One of the highlights was the acoustic rendition of “Love of My Life”, which had the audience singing along all the way to the back. The following song, “What Kind of a World”, was probably the most convincing new track. Performed solo by Dave Kincaid, it sounded more like Phil Ochs than CCR. I guess no one would have minded if he had added a couple of old classics right there and then (“The Other Side” from “The Light of Day – the Single” comes to my mind, or basically any other melodic Brandos song).

Was there anything to complain? Well, not really. I enjoyed the concert and I was (and am) happy to see the band back in the limelight. This being said, I could have done without the (in my ears) boring “Let It Go”. Finally, the live energy, the harmony vocals, and (yes, I’m nitpicking here) the fingered bass playing by Ernie Mendillo was missing. Frank Giordano did a fabulous job on backing vocals, make no mistake here. It’s just, well, after eleven shows I’ve seen with Dave, Frank AND Ernie on vocal duty, I’m probably spoiled. Speaking of Frank: In my opinion, he would have deserved lead vocals on a song – be it with “Jailer, Bring Me Water” or his great version of “I Got It” (or “Glory of Love” off his solo record?).

All in all, I’m happy that the Brandos are back and that I’ll be seeing them again this Saturday in Bad Rappenau!

The Brandos live in Metzingen-Glems

  1. Fight for Love
  2. The Only Love I Can Get
  3. Let It Go
  4. Anna Lee
  5. Señor Coyote
  6. The Solution
  7. The Keeper
  8. Suffer in Silence
  9. Querer a los Niños
  10. Love of My Life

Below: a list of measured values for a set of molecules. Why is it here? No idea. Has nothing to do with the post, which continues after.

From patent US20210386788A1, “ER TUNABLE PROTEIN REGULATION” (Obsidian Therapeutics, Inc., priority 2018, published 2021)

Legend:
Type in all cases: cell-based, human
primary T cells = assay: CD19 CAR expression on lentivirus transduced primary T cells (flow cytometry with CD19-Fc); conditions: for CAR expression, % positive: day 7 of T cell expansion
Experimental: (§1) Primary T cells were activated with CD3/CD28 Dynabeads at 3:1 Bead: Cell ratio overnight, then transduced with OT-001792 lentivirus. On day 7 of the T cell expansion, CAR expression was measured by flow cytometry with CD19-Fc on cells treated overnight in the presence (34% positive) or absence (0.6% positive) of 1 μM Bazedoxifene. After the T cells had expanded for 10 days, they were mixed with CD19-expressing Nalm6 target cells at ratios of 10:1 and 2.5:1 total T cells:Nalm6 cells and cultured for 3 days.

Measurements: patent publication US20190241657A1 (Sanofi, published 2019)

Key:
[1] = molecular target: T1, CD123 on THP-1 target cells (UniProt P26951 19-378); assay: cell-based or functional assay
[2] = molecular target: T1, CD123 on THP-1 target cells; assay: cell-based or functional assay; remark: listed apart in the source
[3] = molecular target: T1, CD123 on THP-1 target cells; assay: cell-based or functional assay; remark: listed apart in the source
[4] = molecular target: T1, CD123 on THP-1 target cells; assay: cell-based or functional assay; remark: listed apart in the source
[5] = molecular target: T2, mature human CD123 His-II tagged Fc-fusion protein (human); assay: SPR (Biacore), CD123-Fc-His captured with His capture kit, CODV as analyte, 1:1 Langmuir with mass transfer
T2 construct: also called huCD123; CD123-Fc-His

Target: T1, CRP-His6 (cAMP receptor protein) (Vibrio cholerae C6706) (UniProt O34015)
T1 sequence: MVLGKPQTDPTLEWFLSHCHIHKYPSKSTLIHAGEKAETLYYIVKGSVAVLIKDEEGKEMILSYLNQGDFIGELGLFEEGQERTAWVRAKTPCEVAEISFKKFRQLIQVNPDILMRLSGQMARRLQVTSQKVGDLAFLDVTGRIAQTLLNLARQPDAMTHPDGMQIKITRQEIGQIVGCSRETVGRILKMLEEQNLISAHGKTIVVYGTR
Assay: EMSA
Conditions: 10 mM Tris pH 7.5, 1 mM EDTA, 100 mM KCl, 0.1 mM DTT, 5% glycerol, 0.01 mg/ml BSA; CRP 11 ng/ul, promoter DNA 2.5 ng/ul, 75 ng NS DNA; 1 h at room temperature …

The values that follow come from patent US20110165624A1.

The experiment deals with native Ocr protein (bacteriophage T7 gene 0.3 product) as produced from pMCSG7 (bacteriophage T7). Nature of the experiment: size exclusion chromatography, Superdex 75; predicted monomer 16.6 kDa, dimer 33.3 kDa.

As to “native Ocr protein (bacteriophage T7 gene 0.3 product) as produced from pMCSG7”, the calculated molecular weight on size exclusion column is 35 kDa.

11. What Kind of a World
  12. She’s the One
  13. Woodstock Guitar
  14. Bella Encantadora
  15. Over the Border
  16. Pass the Hat
  17. Gettysburg
  18. Can’t Go Home
  19. Maligna Presencia
  20. These Troubled Times
  21. Nothing to Fear
  22. The Light of Day
  23. Gunfire at Midnight

Richard Shindell live in Oldenburg

Shindell in Germany – it felt like my patriotic duty to attend the show in Oldenburg last Sunday. The Wilhelm 13 is a sweet, cozy venue. A steady stream of people arrived, every other wondering aloud that they had expected to be the only ones in the audience (partly due to the soccer match Germany vs. Norway, which took place that night.) In the end, the promoters had sold all tickets, making the event not just a musical success.

The show began shortly after 8 pm with “All Wide Open”, preceded by a quick “Guten Abend – that’s all I got”. The first set featured lots of new(ish) songs. “Transit” was more enigmatic than ever. It helped that the sound was very good, particularly the vocals. “Careless” was another early highlight. During “Parasol Ants”, Richard kept glancing at his lyrics book. With “Ascent” he warned the audience there would be mistakes because he hadn’t practiced the song and didn’t have the lyrics at hand. The rendition was spotless, though. This resulted in the situation of all available copies of “Blue Divide” being sold during the break. “Satellites” on the electric guitar had a nice drive. “Atlas Choking” has to be one of my favorite Shindell songs, and that night’s version was awesome.